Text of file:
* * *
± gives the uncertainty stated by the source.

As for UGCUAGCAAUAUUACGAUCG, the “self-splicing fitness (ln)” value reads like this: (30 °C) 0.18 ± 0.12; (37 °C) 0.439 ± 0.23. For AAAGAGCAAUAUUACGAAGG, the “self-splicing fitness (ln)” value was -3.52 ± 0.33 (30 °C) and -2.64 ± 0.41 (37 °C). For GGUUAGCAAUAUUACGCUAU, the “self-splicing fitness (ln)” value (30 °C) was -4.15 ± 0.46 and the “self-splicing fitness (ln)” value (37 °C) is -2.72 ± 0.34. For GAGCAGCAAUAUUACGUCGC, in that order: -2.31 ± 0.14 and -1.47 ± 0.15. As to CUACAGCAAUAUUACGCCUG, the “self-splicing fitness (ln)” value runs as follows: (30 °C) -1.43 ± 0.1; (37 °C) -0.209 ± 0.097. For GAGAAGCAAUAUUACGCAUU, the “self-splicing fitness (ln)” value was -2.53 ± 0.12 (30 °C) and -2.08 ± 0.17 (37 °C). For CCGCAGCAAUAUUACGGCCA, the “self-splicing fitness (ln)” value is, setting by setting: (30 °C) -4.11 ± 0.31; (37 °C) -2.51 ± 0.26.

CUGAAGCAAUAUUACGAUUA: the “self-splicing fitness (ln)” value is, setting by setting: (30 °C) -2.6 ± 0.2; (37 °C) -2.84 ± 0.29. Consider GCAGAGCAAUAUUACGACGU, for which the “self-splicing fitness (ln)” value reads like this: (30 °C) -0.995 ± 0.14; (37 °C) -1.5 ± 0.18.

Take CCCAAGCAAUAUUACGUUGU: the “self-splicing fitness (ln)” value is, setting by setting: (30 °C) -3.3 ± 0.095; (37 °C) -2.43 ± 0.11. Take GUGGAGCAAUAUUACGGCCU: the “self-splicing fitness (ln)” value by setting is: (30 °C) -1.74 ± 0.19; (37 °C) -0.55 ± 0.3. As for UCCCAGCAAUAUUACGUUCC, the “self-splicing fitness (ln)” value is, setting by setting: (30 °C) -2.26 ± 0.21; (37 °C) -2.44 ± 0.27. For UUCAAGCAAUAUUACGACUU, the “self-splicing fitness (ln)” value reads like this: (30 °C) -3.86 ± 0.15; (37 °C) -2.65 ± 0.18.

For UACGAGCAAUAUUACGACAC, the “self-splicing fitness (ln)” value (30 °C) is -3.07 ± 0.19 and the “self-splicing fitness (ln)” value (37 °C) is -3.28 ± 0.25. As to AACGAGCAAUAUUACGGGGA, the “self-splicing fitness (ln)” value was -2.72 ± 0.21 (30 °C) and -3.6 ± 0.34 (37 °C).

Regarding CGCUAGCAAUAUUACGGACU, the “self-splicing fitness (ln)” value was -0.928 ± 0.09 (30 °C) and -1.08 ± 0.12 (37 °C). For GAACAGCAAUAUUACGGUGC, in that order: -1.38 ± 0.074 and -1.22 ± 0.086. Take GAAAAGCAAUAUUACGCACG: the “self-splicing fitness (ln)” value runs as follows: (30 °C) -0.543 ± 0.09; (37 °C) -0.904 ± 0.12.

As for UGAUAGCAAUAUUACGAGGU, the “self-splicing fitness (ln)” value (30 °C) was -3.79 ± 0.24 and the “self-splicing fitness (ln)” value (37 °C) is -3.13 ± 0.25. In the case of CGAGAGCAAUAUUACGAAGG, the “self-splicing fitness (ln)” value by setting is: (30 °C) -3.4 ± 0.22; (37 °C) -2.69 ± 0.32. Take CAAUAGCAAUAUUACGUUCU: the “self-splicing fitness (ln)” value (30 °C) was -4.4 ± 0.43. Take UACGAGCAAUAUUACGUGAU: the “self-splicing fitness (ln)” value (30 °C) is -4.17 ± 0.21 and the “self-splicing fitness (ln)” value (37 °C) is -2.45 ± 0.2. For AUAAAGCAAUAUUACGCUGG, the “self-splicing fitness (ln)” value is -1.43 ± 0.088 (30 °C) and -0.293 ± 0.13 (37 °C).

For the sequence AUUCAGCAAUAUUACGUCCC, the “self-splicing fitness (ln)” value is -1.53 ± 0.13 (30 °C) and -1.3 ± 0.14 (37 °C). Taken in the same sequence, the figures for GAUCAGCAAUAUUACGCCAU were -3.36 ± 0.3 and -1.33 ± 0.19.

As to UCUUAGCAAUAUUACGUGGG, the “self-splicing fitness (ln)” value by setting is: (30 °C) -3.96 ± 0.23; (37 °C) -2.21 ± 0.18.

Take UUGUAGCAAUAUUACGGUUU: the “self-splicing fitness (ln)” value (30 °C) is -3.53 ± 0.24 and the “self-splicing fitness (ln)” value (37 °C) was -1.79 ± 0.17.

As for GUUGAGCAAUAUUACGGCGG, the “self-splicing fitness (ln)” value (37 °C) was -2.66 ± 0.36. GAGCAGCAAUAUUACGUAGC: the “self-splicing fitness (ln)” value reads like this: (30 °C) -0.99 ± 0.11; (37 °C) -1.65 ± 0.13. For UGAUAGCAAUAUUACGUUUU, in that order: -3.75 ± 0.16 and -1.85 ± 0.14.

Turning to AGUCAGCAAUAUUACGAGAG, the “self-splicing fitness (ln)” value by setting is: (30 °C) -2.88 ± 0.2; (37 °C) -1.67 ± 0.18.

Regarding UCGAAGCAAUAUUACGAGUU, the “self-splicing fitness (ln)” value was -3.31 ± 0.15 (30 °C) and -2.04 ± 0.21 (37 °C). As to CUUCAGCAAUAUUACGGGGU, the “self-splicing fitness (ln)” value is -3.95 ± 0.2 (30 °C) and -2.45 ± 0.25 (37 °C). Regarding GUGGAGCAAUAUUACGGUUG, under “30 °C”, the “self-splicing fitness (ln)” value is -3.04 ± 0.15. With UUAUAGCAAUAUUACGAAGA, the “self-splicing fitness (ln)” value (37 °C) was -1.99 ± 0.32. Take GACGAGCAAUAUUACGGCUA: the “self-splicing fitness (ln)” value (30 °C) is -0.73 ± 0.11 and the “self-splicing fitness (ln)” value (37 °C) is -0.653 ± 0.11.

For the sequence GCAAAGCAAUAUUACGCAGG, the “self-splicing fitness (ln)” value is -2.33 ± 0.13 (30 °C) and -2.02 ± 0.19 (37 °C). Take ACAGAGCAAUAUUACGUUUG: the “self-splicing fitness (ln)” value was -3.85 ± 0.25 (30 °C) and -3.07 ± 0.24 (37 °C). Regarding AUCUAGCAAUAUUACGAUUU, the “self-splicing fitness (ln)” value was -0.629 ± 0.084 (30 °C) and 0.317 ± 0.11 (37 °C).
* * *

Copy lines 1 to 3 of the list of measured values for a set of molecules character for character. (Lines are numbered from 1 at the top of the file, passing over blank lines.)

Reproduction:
± gives the uncertainty stated by the source.

As for UGCUAGCAAUAUUACGAUCG, the “self-splicing fitness (ln)” value reads like this: (30 °C) 0.18 ± 0.12; (37 °C) 0.439 ± 0.23. For AAAGAGCAAUAUUACGAAGG, the “self-splicing fitness (ln)” value was -3.52 ± 0.33 (30 °C) and -2.64 ± 0.41 (37 °C). For GGUUAGCAAUAUUACGCUAU, the “self-splicing fitness (ln)” value (30 °C) was -4.15 ± 0.46 and the “self-splicing fitness (ln)” value (37 °C) is -2.72 ± 0.34. For GAGCAGCAAUAUUACGUCGC, in that order: -2.31 ± 0.14 and -1.47 ± 0.15. As to CUACAGCAAUAUUACGCCUG, the “self-splicing fitness (ln)” value runs as follows: (30 °C) -1.43 ± 0.1; (37 °C) -0.209 ± 0.097. For GAGAAGCAAUAUUACGCAUU, the “self-splicing fitness (ln)” value was -2.53 ± 0.12 (30 °C) and -2.08 ± 0.17 (37 °C). For CCGCAGCAAUAUUACGGCCA, the “self-splicing fitness (ln)” value is, setting by setting: (30 °C) -4.11 ± 0.31; (37 °C) -2.51 ± 0.26.

CUGAAGCAAUAUUACGAUUA: the “self-splicing fitness (ln)” value is, setting by setting: (30 °C) -2.6 ± 0.2; (37 °C) -2.84 ± 0.29. Consider GCAGAGCAAUAUUACGACGU, for which the “self-splicing fitness (ln)” value reads like this: (30 °C) -0.995 ± 0.14; (37 °C) -1.5 ± 0.18.